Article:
Winter Warmer Recipes for a Hot Date
Friday, January 11th, 2013
We’ve teamed up with Game to Eat to find a tasty seasonal main course and I’ve added a warming starter and dessert from my repertoire. Expect to spend the afternoon snuggled up in front of the fire after this hearty fare.
Jerusalem artichoke soup with parmesan crisps
Jerusalem artichokes are one of the very few seasonal vegetables available in January and according to Hugh Fearnley-Whittingstall they are surprisingly easy to grow.
1 small chopped onion
1 clove of crushed garlic
30g of butter
1 teaspoon of oil
500g of Jerusalem artichokes peeled and chopped
500ml of vegetable or chicken stock (try not to use a strongly flavoured stock)
A sprinkling of black pepper
2 tablespoons of parmesan cheese (grated)
*Preheat your oven to 180 degrees Celsius
*Fry the onion in the butter and oil until soft
*Add the garlic, stock and chopped artichoke
*Bring to the boil, then simmer until the artichokes are soft
*While the soup is simmering, place the grated cheese in small circles onto a non-stick tray or a baking sheet and bake until they are blubbling
*Use a blender or food processor until smooth
*Decant the soup into two bowls
*If you’re feeling fancy, you could drizzle truffle oil or cream onto your soup before sprinkling with a little black pepper.
Pheasant with parsnip and apple mash
With pheasant season in full swing, this full-flavoured recipe makes full use of this meaty bird and is a great alternative to serving apple with pork.
375g floury potatoes such as Maris Piper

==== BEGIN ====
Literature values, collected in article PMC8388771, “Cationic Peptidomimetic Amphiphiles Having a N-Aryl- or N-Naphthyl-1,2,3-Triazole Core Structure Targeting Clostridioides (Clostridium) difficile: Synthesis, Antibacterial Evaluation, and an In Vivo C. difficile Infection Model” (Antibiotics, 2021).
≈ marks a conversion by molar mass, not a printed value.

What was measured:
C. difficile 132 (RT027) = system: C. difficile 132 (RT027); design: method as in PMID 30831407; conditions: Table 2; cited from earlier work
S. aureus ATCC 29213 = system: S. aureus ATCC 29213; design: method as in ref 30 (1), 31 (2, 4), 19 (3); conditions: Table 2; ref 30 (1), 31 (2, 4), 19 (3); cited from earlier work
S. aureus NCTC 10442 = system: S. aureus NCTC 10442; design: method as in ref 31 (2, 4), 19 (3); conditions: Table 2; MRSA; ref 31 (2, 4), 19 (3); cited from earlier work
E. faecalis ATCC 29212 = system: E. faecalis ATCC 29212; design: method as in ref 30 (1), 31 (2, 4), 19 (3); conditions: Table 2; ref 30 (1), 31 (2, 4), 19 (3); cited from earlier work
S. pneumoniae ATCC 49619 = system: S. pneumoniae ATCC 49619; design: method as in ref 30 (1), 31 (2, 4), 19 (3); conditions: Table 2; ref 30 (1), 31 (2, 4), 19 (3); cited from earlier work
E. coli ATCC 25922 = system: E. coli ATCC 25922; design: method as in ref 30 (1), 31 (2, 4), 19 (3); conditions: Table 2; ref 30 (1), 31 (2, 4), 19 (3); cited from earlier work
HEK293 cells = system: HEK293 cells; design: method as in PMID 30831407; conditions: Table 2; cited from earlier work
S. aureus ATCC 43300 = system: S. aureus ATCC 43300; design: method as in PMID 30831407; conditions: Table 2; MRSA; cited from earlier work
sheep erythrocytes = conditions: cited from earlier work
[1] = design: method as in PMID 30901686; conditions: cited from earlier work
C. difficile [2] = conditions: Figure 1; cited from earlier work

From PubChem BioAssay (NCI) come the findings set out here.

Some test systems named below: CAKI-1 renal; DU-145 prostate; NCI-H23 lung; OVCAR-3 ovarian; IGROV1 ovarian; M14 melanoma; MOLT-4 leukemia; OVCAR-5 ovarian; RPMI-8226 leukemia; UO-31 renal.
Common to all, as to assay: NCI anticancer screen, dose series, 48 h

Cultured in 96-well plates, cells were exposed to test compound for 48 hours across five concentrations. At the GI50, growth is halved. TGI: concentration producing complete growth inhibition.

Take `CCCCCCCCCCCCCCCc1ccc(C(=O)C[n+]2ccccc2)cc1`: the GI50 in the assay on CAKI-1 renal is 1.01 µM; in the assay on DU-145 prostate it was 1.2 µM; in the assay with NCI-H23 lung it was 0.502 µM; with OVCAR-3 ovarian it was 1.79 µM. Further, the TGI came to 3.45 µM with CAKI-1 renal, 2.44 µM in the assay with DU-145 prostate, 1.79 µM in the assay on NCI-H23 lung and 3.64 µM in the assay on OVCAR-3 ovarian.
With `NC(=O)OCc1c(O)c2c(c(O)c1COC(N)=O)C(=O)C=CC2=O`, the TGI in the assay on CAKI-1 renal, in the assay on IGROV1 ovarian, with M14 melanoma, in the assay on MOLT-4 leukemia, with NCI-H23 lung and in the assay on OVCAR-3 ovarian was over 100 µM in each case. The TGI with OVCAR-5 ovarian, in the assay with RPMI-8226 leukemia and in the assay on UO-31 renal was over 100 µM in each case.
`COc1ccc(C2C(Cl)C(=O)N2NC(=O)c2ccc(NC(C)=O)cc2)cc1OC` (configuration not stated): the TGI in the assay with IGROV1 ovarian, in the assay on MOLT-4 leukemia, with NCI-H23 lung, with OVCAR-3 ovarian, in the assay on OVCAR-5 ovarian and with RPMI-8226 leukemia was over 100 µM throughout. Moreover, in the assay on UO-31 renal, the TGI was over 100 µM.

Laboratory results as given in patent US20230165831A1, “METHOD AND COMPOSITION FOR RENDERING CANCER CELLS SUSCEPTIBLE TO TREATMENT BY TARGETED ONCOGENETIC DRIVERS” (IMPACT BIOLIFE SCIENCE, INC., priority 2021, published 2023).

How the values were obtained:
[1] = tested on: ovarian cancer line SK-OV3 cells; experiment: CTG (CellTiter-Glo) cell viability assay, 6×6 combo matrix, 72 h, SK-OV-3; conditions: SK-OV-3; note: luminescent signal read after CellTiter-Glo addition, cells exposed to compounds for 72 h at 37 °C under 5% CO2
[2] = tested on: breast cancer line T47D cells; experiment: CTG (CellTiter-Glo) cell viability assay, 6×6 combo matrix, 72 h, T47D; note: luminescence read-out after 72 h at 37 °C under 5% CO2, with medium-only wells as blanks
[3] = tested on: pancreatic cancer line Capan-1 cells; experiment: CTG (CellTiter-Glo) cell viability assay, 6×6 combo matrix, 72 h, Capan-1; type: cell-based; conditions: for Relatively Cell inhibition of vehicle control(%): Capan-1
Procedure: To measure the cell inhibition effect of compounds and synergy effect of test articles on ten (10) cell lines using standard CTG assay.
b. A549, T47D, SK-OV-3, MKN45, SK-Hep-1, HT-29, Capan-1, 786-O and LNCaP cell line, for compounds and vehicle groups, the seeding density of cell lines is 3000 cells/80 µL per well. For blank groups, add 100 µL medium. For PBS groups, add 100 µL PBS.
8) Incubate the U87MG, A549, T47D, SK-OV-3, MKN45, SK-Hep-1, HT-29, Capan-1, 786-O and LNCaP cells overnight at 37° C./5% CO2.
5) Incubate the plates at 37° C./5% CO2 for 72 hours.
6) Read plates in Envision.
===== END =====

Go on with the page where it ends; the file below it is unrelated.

1 small Cox’s or Granny Smith’s apple, peeled, cored and cut into chunks
1 tbsp crème fraiche
1 tbsp each chopped fresh chives and parsley
10g butter, softened
1 tsp plain flour
2 pheasant breast fillets/supremes
1 tsp olive oil
25ml white wine
100ml chicken stockroot vegetable crisps to garnish
*Mash: Peel the potatoes and parsnips, cut into even size chunks. Boil in separate pans of lightly salted boiling water for 15 mins until tender, adding the apple to the parsnip pan for the final 5 mins drain well.
*Return to one pan. Stir over a low heat for 1 min to drive off the excess moisture. Remove from the heat and mash with butter. Stir in the crème fraiche, herbs and seasoning. Keep hot until ready to serve.
*Pheasant: Mix the butter and flour together in a small bowl or cup. Set aside.
*Heat the oil in a non-stick or heavy based frying pan. Add the pheasant breasts, skin side down and fry over a medium-high heat for 1 min until golden brown. Turn over.
*Add the wine to the pan. Allow to boil rapidly for a few seconds until reduced by about two thirds.
*Pour in the stock and reduce the heat. Cook at simmering point for a further 5 mins until the pheasant breasts are just cooked through, then remove from the stock and keep warm.
*Turn up the heat, whisk the butter and flour mixture into the stock in small pieces, continue whisking until the sauce boils and thickens slightly.
Mulled plum crumble
Admittedly plums aren’t in season, but there’s something very winter-like about having a warm stodgy crumble and they freeze well, so you may still have some left over from the summer. This hybrid recipe includes winter spices, wine and almonds for a bit of a twist on the classic recipe
3 tablespoons of sugar
2 teaspoons of ground almonds
2 tablespoons of flour
2 tablespoons of butter/margarine
½ teaspoon of mixed spice
2 tablespoons of red wine/mulled wine/sherry
*Pre-heat the oven to 180 degrees Celcius/ gas mark 4
*Rub the flour, butter, almonds and 2 tablespoons of sugar together with your fingertips until it resembles bread crumbs
*Put the remaining sugar, wine, spices and orange zest into a pan and heat until it forms a light syrup
*De-stone the plums, cut them in to segments and arrange them in the bottom of two oven safe ramekin dishes
*Pour the syrup over the plums
*Sprinkle the crumble mixture on top
*Bake for 25 minutes or until the crumble is golden brown and the fruit is soft when you poke it with a skewer.
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